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One of the two men charged last week in a jailhouse beating in La Crosse is now headed to trial...
A county jailer testified today that he saw Andre Chamblis hitting fellow prisoner Jessop Maas from behind, while a third man also threw punches at Maas. Chamblis was already in jail on a drunk driving charge, and now he's accused of battery by a prisoner. The other alleged attacker, Kenneth Jackson, has been unable to find a lawyer for the case.
La Crosse will be the host city this year for the Statewide Jaycees Indoor Olympics that began in 2008. The event Saturday, is a charitable fundraiser that brings in teams from across Wisconsin as well as other parts of the United States. The La Crosse event will draw 50 teams in competition.
(AP) The state Department of Public Instruction is reporting that the number of teachers and other staff working in Wisconsin schools dropped 2.3 percent this school year. The data released today comes in the middle of an ongoing political fight with Gov. Scott Walker over the impact of cuts he made to public school funding last year and changes to collective bargaining rights that he says helped districts make up for the losses in aid. State Superintendent Tony Evers says in a statement there must be a bipartisan investment in public education because losses in school staff erode the public education system. Walker spokesman Cullen Werwie says that districts could have cut positions and saved money.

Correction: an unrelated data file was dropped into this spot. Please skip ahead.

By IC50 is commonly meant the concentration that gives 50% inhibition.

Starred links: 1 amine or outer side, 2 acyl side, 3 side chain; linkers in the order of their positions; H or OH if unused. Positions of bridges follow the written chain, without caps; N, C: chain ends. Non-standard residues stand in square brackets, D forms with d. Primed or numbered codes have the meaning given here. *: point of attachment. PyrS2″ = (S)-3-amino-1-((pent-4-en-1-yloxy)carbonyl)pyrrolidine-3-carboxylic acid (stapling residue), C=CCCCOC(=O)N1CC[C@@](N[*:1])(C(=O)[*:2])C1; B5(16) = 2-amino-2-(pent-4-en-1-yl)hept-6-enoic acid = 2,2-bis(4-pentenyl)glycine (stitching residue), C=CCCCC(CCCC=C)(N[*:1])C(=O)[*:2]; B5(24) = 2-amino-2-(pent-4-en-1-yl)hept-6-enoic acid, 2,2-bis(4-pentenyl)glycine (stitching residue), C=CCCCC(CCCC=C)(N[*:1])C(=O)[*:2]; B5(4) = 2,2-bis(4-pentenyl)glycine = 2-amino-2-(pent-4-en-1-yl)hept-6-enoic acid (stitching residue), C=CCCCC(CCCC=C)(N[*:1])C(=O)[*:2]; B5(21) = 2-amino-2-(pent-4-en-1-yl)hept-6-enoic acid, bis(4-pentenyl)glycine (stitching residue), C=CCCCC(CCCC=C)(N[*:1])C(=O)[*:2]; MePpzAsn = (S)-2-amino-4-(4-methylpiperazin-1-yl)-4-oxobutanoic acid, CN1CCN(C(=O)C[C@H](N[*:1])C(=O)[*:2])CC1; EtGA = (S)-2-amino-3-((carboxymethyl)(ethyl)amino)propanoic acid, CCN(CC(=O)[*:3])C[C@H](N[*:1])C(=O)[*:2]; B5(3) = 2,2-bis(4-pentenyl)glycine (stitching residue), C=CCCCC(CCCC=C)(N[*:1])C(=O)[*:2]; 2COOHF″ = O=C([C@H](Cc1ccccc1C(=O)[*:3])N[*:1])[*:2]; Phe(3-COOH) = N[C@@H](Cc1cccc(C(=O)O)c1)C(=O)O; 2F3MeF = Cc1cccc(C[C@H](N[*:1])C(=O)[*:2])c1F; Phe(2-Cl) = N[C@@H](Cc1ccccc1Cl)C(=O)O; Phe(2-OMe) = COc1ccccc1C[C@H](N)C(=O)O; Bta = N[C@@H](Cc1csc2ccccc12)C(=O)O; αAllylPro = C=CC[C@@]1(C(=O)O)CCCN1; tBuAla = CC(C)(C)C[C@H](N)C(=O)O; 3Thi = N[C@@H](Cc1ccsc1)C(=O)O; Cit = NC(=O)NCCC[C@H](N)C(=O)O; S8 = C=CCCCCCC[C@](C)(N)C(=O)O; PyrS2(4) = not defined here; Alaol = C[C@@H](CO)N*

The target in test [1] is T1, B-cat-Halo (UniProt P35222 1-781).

(AP) We Energies says it has started disconnecting Wisconsin and Michigan residential customers who are behind on their energy bills. A state-imposed moratorium on disconnecting customers ended Monday. Commercial and industrial customers are exempt from the Nov. 1 to April 15th moratorium and can be disconnected for nonpayment anytime throughout the year. The Milwaukee utility company is urging customers to keep their accounts current by making payment arrangements if they're behind. We Energies says it can offer payment plans, including a minimum payment option.
(AP) The state of Wisconsin is warning people that not all money raised by professional law enforcement and firefighting associations goes to local agencies. The Wisconsin Department of Agriculture, Trade and Consumer Protection advises people to make sure they know where their donation is going before agreeing to give the money. Agency official Sandy Chalmers says the money raised by the campaigns is legitimate, but it can be confusing to people who think they are helping out their local departments. The Consumer Protection Bureau says if anyone has questions about where their money is going, they should simply ask. Solicitors are required by law to give out that information. The bureau says to be suspicious of any caller unable or unwilling to disclose that basic information.